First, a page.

OBP005831
 
(b) (6)(b) (6)
 
totaling about 70 miles between Roma and Brownsville. The wall would erase miles of riparian habitat, splitting the 90,000-acreLower Rio Grande Valley National WildlifeRefuge, a decades-in-the-making wildlife corridor and home to the spotted ocelot, of whichonly 100 remain in the world.The Sabal Palm Audubon Centerin Brownsville would besealed off from the rest of the United States, leaving this rare grove of palms stranded in ano-man’s-land. It would also damage the Texas economy. Ecotourism in the Valley brings inan estimated $150 million annually.The Border Patrol says the wall will enhance the environment by deterring illegalimmigration. But the fight has just begun. From Laredo to Brownsville, communities on bothsides of the border have called on the Bush administration to abandon its plans to divide theregion. Some mayors are even refusing to give the feds access to public land.
From:
 
Sent:
Friday, March 28, 2008 7:17 AM
To:
 
Subject:
FW: Border Fence Mega-Waiver
FYI Secure Border InitiativeU.S. Customs and Border Protection
For more information about the Secure Border Initiative, visitwww.cbp.gov/sbior contact us atSBI_info@dhs.gov.
Chertoff’s Border Fence Mega-Waiver
 March 27th, 2008 at 7:15 pm
The Texas Observer
We don’t usually write about rumors but this one has too many implications for whatremains of our civil liberties to ignore. We have received a few emails and calls today aboutthe possibility thatHomeland Security Secretary Michael Chertoff may post notice in theFederal RegisterFriday that he is going to waive all environmental rules to build the borderwall in South Texas. The waiver may blanket Texas or the entire Southern border fromCalifornia to Texas in a giant mega-waiver.Chertoff has that ability thanks to Congress and theReal ID Act of 2005. He has alreadywaived environmental rules in California and Arizona to put the border wall on the fast track.His goal is to have 670 miles of fence built along the Southern border by December 31, 2008.In an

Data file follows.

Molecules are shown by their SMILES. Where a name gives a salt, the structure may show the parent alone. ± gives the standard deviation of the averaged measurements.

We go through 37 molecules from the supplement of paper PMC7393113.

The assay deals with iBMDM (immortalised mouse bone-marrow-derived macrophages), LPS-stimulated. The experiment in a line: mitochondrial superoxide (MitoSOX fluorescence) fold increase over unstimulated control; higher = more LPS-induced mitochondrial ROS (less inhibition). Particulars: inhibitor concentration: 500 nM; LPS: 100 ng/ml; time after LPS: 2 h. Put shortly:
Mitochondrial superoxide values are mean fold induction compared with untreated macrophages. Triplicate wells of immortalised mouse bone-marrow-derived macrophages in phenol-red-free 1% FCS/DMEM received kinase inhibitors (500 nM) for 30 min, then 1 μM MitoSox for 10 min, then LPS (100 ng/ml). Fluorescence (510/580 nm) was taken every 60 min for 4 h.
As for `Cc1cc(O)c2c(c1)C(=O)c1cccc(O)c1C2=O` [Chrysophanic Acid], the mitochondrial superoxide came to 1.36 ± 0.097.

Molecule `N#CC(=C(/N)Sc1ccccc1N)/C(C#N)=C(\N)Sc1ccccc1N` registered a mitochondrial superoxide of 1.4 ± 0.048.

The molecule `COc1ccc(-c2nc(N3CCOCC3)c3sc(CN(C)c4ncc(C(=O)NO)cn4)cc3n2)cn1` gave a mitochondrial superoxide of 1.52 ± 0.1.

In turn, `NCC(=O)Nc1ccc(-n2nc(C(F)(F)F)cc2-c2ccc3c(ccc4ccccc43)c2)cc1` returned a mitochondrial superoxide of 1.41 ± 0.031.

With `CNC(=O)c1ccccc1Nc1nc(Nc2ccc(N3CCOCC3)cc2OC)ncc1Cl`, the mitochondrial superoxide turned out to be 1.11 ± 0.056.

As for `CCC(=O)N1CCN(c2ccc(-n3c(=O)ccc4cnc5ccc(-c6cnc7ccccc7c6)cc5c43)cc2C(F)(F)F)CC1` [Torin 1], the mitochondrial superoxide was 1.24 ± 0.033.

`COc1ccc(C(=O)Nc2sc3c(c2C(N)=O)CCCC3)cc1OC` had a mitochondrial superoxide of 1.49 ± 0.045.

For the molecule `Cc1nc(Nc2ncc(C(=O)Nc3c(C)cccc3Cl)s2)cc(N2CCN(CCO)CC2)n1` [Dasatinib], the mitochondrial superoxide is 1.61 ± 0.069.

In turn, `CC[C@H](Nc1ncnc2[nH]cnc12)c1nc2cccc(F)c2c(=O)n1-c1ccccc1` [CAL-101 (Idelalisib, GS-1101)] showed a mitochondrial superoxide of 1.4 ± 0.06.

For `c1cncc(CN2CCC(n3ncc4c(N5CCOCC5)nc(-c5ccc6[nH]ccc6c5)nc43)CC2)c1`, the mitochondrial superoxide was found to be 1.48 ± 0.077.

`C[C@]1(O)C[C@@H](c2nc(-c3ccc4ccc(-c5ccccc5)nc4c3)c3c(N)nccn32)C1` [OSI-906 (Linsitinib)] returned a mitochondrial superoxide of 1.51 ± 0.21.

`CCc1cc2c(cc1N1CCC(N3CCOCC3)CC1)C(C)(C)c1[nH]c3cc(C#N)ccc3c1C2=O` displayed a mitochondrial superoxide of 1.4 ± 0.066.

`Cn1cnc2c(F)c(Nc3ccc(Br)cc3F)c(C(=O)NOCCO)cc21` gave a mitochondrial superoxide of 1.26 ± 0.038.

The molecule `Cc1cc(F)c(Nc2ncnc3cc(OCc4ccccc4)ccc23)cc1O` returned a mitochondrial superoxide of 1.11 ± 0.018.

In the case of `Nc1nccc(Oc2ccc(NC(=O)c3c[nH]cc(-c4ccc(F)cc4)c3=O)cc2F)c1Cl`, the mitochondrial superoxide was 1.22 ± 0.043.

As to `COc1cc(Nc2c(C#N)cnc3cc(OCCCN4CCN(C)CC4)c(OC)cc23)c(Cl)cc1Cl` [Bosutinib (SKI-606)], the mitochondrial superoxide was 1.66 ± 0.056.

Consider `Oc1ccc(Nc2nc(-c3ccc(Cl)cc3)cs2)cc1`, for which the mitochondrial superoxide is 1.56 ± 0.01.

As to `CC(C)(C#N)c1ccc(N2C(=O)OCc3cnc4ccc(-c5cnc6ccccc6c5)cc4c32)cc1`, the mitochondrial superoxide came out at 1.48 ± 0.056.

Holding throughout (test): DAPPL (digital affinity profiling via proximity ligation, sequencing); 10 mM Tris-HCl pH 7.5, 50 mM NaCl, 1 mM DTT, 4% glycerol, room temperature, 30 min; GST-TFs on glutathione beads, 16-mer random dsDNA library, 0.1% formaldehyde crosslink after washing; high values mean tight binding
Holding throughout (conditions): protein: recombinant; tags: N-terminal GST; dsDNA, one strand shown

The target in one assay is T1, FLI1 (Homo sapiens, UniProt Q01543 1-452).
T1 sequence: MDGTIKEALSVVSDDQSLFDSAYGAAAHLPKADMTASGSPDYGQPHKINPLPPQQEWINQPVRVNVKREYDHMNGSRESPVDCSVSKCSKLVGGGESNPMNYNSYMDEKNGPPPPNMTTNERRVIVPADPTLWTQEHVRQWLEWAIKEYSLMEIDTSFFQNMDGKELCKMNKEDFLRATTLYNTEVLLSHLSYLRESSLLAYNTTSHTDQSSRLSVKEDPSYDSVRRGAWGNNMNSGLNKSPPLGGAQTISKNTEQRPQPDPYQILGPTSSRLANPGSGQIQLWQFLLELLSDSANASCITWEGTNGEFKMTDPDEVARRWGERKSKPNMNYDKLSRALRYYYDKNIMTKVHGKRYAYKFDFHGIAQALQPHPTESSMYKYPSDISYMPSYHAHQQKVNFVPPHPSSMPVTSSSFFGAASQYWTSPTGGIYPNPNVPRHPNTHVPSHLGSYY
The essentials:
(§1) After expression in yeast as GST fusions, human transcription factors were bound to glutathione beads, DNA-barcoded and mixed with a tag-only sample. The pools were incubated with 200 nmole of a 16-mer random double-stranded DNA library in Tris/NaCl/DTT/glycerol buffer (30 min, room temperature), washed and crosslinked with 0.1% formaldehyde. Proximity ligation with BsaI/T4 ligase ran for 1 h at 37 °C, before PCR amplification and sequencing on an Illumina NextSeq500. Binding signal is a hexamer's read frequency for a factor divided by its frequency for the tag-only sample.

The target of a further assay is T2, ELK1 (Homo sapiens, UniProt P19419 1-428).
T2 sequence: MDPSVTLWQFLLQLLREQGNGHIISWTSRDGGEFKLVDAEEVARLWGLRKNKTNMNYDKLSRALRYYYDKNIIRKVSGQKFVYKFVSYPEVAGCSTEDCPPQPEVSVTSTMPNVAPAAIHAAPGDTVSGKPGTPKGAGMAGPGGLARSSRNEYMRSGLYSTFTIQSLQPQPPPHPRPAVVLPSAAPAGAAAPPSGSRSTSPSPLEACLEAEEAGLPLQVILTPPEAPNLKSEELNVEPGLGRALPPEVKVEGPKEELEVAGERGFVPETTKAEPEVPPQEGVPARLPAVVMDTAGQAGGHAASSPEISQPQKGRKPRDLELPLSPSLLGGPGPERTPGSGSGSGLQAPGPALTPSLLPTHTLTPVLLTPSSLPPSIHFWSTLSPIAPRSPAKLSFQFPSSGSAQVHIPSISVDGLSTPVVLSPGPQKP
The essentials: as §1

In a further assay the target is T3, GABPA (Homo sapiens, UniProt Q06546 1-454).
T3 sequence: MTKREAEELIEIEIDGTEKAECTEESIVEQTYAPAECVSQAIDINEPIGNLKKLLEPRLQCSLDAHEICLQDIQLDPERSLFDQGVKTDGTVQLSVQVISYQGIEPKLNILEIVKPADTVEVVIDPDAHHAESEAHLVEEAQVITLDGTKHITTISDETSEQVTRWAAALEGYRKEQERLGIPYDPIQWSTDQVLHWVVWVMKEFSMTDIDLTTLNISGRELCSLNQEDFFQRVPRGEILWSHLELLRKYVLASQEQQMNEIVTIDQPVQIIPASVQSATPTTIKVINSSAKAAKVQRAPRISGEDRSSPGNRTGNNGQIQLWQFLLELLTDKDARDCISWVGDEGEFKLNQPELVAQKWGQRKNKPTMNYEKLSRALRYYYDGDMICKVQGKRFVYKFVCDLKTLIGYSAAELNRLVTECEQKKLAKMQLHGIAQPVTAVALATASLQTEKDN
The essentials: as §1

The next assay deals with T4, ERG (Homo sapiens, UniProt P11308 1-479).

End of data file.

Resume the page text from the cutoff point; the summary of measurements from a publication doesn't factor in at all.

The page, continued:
Observe
rblog last week, we wrote about lawsuits filed by Sierra Club and Defenders of Wildlife challenging Chertoff’s imperial powers.We called Homeland Security in Washington D.C. in an attempt to get confirmation on thewaiver. A spokesperson for the agency Amy Kudwa would not confirm a waiver in thepipeline, and said Homeland Security had no announcements today about a waiver.Next we called Noah Kahn, a refuge program manager forDefenders of Wildlife, inWashington D.C.. Kahn said he had heard several credible rumors swirling around D.C. in
OBP005832